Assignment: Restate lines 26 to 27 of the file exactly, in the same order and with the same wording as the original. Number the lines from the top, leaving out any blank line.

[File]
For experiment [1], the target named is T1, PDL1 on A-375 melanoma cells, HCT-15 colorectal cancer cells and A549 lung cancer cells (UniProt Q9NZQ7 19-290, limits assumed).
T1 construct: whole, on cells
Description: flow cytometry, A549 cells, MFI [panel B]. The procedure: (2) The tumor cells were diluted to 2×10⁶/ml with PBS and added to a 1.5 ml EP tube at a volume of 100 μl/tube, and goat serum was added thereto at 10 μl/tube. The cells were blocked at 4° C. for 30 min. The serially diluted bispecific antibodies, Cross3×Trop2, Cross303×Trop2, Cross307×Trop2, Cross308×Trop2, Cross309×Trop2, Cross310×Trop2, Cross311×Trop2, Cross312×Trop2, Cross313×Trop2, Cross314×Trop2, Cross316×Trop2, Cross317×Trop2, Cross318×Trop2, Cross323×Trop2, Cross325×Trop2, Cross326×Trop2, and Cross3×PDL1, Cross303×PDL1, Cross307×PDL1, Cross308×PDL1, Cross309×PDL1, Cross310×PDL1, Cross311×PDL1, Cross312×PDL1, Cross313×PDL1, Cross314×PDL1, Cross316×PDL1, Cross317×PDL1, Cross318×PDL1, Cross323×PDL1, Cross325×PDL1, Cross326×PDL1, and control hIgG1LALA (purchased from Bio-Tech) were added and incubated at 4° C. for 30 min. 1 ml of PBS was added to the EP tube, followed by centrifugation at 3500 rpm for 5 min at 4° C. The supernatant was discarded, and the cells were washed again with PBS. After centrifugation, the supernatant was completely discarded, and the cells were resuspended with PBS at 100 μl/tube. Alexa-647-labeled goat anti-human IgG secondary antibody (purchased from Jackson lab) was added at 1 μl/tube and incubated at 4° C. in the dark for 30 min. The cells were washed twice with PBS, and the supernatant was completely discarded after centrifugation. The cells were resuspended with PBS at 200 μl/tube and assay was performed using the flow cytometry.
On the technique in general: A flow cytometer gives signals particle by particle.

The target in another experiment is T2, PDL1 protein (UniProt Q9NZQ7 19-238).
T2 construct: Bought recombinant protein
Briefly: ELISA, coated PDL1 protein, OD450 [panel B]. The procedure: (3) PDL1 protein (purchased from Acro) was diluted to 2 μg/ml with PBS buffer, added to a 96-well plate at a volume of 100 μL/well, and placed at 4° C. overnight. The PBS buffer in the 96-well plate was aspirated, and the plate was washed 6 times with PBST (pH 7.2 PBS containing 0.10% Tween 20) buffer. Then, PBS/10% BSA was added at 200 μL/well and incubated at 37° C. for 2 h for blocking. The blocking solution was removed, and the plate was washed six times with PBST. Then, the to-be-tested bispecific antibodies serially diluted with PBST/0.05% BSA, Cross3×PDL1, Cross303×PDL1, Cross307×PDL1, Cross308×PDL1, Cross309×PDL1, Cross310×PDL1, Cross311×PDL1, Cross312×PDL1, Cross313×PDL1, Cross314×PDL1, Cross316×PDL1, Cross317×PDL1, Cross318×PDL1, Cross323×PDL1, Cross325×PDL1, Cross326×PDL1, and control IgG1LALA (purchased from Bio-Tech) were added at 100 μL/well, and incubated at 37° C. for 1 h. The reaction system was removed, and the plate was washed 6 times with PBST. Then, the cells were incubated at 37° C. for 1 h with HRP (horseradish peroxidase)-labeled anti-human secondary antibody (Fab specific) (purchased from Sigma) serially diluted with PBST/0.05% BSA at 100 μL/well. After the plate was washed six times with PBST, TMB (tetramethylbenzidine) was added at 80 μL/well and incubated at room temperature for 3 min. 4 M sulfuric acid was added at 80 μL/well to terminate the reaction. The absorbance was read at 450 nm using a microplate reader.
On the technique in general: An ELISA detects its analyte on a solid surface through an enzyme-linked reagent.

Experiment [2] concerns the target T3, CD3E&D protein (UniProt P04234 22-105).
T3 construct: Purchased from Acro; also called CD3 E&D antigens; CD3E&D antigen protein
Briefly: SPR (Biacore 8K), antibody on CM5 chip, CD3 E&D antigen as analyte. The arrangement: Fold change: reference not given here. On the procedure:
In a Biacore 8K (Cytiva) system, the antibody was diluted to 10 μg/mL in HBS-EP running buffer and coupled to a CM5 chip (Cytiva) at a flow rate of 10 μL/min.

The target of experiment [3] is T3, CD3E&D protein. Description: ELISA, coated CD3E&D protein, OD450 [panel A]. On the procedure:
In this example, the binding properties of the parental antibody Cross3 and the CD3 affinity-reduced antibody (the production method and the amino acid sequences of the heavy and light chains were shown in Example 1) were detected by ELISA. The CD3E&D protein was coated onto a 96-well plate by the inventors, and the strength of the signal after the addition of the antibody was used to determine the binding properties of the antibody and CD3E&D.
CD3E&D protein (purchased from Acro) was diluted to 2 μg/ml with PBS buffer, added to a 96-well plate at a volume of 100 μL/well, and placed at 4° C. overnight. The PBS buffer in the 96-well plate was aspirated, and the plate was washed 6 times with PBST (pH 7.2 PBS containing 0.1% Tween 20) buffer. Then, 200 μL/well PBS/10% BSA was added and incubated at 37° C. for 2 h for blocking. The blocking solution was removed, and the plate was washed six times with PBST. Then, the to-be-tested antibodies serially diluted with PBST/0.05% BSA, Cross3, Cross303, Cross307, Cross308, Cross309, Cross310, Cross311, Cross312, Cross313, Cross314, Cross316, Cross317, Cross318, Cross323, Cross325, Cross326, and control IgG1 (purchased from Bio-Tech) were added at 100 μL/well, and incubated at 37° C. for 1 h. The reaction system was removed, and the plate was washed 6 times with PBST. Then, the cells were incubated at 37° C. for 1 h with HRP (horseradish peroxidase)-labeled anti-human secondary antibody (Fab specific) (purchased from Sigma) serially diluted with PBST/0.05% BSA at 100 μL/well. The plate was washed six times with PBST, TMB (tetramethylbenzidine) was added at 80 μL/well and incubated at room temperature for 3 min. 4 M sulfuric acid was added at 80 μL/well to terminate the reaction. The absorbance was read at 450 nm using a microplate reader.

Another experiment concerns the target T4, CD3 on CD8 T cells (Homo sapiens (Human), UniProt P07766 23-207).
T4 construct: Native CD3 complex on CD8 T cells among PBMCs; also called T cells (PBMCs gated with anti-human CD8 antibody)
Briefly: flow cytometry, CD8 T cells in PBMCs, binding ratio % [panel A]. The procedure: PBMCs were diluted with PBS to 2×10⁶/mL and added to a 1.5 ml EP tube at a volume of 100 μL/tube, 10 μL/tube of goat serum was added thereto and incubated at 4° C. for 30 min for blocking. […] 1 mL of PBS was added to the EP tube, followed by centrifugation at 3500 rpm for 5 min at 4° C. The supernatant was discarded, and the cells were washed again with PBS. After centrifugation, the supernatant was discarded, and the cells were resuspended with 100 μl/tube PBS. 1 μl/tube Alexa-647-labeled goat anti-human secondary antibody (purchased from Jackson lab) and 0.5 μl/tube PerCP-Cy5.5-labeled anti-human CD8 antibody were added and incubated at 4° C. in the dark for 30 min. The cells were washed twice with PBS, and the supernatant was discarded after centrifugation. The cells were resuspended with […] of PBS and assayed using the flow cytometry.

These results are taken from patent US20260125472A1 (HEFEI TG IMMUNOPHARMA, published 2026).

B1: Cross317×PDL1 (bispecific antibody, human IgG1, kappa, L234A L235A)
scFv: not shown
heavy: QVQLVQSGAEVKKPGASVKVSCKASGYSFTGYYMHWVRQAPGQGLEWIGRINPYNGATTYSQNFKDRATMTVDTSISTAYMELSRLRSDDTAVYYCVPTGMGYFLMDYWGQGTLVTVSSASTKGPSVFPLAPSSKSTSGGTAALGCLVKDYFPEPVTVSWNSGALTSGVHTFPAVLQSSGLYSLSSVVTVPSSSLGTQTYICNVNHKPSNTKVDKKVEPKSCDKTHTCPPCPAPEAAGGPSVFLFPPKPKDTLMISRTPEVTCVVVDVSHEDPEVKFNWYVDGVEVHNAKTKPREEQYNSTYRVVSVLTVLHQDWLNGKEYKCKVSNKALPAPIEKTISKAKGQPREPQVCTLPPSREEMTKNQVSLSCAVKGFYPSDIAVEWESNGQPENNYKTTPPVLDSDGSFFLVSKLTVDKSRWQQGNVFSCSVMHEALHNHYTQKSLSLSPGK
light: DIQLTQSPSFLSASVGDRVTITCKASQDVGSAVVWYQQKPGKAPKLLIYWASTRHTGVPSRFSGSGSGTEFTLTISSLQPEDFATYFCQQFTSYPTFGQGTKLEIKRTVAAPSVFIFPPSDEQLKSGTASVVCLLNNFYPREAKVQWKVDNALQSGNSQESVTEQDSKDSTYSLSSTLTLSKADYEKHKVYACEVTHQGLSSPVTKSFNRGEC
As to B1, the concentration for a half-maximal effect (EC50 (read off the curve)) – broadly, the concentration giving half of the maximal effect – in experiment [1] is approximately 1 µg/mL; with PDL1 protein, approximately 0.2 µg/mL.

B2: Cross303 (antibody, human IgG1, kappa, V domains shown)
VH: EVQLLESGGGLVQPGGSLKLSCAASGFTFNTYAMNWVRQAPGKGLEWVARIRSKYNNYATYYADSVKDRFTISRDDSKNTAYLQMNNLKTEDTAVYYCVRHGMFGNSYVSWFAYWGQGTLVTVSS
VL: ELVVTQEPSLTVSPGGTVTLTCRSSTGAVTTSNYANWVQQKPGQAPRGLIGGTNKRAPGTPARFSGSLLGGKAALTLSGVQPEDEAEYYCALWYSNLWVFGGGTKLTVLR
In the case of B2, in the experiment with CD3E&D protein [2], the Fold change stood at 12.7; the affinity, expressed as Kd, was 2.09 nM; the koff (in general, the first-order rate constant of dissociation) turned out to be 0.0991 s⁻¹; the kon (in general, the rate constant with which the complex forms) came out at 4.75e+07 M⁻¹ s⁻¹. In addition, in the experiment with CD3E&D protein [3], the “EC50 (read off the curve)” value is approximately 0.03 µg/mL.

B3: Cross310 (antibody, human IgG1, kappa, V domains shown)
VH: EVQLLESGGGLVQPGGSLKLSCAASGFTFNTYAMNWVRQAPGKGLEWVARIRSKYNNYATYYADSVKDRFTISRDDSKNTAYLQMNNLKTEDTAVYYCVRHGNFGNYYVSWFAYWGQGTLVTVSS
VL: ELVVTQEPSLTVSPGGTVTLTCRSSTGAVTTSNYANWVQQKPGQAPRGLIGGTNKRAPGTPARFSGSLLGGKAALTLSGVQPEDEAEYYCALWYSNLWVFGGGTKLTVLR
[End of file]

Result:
VH: EVQLLESGGGLVQPGGSLKLSCAASGFTFNTYAMNWVRQAPGKGLEWVARIRSKYNNYATYYADSVKDRFTISRDDSKNTAYLQMNNLKTEDTAVYYCVRHGMFGNSYVSWFAYWGQGTLVTVSS
VL: ELVVTQEPSLTVSPGGTVTLTCRSSTGAVTTSNYANWVQQKPGQAPRGLIGGTNKRAPGTPARFSGSLLGGKAALTLSGVQPEDEAEYYCALWYSNLWVFGGGTKLTVLR